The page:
In my creative work I am generally striving to challenge or expand upon the intended use of consumer grade imaging and image processing software. I try to interpret and present aspects of the analog world through the eyes and brain of digital technology.
My approach combines chance with deliberate editing, using the tools of digital technology to discover something I have not seen before, or something oddly familiar.
In the work where I use image samples,I start from the physical world, 'taking' photos or letting digital devices record something in general. Then I use structured systems to digitally reduce the image to its minimum before reconstructing and intersecting the parts.
In the 'time-lapse panoramic work, I am experimenting with the panoramic photo setting on the phone, watching what it does when the subject or the device move in a linear or random manner rather than turning the device in the prescribed circular way. Many pictures are still taken sequentially, but not in a way that represents or tries to reconstruct 'reality'.
The 'composite' pieces are the results of further experimentation; removing, replacing and systematically integrating segments from more than one original file.
When the digital work is completed I bring the information back to the physical world by making a print, mounted and presented as a formal object, referring both to original source and the technology which processes so much of our visual and conceptual experience.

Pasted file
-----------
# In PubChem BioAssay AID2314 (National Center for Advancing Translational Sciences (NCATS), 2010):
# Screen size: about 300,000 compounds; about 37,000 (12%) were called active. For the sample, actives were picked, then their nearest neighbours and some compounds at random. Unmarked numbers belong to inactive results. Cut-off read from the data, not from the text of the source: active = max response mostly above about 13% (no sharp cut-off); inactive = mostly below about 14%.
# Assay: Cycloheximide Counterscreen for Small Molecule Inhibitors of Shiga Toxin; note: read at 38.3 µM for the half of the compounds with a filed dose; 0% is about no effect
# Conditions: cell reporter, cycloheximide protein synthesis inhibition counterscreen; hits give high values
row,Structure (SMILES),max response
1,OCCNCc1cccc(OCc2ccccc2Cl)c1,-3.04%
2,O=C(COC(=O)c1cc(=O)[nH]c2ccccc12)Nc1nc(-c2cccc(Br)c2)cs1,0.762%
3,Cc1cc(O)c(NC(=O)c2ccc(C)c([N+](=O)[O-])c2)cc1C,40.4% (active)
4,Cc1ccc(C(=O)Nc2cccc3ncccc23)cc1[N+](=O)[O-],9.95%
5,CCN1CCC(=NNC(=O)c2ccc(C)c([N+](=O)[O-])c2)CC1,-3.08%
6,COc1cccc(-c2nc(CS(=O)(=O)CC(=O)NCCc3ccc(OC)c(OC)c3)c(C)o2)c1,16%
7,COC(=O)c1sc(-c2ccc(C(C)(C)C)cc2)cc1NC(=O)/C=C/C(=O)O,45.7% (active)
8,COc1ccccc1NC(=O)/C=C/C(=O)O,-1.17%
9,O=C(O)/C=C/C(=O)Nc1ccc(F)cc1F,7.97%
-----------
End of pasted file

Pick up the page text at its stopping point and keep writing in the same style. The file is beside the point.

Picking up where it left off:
I do have a background in weaving and textiles in addition to photography and film, which may be what drew my interest to the parallel structures of weaving technologies and the digital grid.
I am constantly surprised by how a binary technology is able to determine something of an essential quality, to allow me to find a nuance of color and light from the objects or places I scan or photograph. This is what propels me to continue my experimentation, along with my inclination to take things apart, and put them back together in another way.
Shell Composite 3, 2016. 99 x 99 inches, in 9 panels (shown in sequence from left to right, top to bottom)
“I'm an eye. A mechanical eye. I, the machine, show you a world the way only I can see it."